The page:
Game after game come out in this realm, just with a different face. This is coming from someone who has played some of these games, both on Facebook and Kongregate. I’m writing a blog about how I’ve learned from games… and honestly I don’t think there is much to learn here. It is a little hard to swallow seeing generation of people that have shunned gamers find some kind of enjoyment in this realm of gaming, especially when they often think of themselves as the Sneetches with stars on their bellies because they aren’t geeks that play the more hardcore games.

It is a little hard to swallow seeing generation of people that have shunned gamers find some kind of enjoyment in this realm of gaming, especially when they often think of themselves as the Sneetches with stars on their bellies because they aren’t geeks that play the more hardcore games.

Anyways, that was an intense rant about my opinions on some of the negative impacts of the evolution of technology and gaming. I’m not generally a ranter so please read the counterpoint piece that will be up on Monday, where I hopefully bring some balance to this issue. I will consider the many benefits of how interconnectedness has made gaming a greater experience, so until then, let me know how you feel about some of these negatives. Has the mere existence of the mass communications made it harder to find a “unique” experience? Hold off on the positive (of which there are many) aspects of globalization on gaming for now.

Thanks and be sure to revisit the discussion in the next post. But until then, game on and learn on!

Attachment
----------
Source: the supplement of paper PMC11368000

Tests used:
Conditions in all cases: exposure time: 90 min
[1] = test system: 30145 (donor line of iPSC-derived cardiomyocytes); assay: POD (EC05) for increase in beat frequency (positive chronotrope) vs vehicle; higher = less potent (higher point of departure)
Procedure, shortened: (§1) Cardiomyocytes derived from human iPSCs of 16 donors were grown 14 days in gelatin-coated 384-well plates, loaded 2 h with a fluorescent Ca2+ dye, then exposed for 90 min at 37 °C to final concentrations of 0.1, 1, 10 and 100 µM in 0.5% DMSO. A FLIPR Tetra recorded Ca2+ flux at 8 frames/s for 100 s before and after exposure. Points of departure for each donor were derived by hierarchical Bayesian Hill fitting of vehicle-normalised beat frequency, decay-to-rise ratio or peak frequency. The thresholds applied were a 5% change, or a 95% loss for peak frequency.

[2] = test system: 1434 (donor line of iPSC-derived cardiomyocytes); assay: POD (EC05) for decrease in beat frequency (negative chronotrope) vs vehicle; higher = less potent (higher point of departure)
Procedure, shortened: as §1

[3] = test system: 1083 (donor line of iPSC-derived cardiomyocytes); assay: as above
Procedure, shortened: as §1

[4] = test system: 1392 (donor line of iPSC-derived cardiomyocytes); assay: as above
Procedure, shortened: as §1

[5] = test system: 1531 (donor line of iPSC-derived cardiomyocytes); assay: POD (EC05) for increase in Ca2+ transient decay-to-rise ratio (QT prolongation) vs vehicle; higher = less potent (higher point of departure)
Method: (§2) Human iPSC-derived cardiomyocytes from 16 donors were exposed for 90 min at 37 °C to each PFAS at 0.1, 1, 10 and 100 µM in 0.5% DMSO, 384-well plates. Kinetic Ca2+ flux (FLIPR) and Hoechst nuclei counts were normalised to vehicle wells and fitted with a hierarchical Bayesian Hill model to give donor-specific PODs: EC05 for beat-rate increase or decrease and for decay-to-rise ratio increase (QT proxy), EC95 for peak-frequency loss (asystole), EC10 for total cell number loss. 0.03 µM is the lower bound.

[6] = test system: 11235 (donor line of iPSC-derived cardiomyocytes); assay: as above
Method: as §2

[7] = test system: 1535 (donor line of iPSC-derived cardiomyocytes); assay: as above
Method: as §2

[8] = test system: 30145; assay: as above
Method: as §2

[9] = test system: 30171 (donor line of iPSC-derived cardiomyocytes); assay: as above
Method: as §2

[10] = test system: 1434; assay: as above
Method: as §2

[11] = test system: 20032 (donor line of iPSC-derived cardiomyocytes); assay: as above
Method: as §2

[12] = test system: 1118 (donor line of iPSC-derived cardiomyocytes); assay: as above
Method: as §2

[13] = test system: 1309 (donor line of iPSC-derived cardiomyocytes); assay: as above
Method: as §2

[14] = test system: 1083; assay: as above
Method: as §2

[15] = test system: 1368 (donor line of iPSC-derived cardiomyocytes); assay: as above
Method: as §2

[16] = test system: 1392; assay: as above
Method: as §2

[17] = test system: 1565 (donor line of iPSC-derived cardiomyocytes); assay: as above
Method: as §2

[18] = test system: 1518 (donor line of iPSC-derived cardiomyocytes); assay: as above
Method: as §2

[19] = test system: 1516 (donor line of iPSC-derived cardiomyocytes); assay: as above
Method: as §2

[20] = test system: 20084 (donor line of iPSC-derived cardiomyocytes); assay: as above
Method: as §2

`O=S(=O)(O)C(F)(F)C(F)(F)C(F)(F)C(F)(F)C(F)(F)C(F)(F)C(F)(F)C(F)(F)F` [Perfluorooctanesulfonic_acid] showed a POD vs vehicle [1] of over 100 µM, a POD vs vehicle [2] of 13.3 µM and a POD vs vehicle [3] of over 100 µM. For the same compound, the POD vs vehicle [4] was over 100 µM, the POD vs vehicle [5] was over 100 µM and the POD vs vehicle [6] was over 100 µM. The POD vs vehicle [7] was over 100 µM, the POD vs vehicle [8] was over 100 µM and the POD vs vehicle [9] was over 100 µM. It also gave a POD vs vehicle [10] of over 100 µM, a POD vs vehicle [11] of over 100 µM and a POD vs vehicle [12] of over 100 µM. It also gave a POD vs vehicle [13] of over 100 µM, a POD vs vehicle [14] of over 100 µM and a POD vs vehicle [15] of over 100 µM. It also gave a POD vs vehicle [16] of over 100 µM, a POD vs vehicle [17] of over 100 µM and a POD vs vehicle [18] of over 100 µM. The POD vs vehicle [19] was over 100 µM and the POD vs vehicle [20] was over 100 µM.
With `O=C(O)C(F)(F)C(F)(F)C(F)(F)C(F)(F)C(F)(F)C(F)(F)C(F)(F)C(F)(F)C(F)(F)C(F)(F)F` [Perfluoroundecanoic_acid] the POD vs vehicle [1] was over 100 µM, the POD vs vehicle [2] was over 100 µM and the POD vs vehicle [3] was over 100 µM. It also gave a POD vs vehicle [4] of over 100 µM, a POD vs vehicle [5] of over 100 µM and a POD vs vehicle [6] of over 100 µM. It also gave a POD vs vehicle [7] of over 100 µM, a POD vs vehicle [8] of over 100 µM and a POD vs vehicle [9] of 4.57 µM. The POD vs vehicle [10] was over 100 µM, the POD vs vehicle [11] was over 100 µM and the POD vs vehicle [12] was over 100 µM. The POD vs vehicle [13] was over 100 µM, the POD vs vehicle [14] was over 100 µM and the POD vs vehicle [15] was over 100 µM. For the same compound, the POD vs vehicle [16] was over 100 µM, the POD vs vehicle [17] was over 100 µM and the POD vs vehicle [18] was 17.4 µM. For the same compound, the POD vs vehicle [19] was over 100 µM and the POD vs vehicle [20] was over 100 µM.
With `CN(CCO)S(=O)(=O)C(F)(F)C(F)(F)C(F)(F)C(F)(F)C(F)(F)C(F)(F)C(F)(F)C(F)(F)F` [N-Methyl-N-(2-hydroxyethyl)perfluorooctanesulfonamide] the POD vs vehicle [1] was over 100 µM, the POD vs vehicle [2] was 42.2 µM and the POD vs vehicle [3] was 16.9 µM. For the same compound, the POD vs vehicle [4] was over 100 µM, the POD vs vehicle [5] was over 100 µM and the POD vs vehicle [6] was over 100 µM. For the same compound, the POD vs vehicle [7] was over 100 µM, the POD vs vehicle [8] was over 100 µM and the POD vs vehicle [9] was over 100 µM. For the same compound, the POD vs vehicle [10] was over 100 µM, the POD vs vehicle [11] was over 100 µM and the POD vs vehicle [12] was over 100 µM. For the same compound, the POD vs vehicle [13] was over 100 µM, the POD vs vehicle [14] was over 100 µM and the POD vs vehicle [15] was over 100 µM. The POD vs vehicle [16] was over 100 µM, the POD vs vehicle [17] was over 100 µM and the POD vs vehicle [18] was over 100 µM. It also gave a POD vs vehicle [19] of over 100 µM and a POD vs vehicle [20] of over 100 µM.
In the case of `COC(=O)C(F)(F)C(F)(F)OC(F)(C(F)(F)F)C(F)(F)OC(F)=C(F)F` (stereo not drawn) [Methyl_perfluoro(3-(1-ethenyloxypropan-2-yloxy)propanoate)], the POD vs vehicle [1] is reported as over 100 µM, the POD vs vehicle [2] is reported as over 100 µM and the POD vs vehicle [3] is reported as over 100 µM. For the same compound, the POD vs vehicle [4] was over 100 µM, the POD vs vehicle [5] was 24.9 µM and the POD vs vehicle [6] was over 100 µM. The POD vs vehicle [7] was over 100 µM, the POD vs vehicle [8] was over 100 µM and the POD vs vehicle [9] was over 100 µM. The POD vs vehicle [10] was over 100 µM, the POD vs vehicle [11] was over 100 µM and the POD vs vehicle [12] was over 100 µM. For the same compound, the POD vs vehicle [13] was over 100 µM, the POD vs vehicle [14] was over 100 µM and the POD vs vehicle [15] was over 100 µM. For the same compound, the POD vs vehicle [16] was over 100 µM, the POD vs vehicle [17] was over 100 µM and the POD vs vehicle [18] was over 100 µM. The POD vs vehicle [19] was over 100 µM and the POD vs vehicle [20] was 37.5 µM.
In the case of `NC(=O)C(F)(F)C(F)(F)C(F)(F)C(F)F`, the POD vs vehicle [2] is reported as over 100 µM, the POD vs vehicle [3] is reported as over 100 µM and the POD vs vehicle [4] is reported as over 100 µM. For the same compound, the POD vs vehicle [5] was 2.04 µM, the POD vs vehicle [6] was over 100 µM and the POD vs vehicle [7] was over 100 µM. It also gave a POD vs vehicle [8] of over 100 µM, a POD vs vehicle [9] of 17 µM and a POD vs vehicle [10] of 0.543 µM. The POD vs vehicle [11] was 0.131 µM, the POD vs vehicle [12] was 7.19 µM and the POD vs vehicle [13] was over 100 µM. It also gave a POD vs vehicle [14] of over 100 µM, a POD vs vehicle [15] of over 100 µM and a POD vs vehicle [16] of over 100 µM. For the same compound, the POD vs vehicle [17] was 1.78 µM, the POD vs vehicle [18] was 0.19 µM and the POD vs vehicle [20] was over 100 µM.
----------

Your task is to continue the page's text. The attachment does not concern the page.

~Dylan

12 thoughts on “The Internet: Changing the Gaming Experience for the Worse

  1. A Voice

    There’s a lot that I want to say in respect to this. Too much, I think. When I am able to pare things down to the essentials I will comment again.

    Reply
    1. connorbros Post author

      Mysterious! I eagerly await what you have to say (whether it be approval, lambasting or somewhere in between haha). Hope you check out the post on monday too. I’m not entirely one sided on this debate.

      Reply
      1. A Voice

        I’ll pare my thoughts down to two things that the internet has done to change gaming for the worse: a disturbing acceptance of more and more buggy games and a disturbing acceptance of negative behaviour.

        In respect to buggy games, we’ve always had them and this cannot be denied. However, with the advent of relatively inexpensive and ubiquitous broadband connexions, we’ve see a sharp increase in video game patching -even on consoles. I’d say this started between 2000-2004. Before this time, games truly needed to be as bug-free as possible because there was no real way to make sure that people could access a patch/fix with ease. Now even console games are released with a plethora of bugs and, at least but certainly not only, because patches could be deployed with great speed. Development has become remarkably sloppy.

        In respect to negative behaviour, people truly act the way they want to act in the absence of societal sanctions. There are very few societal sanctions when playing online games and people recognise this, even if only unconsciously. What we see are more and more people choosing to act like a ‘troll’ and as though the interactions that they are having are not with real people, that their behaviour doesn’t affect real people. Why does this take place….I don’t know, I just see the effects and recognise that the absence of real societal sanctions participates in this. I mean, when you have a company like Riot issuing what they call ‘permabans’ but they only affect the account, not the person using the account, we see that even what we can call ‘leadership’ accepts this behaviour.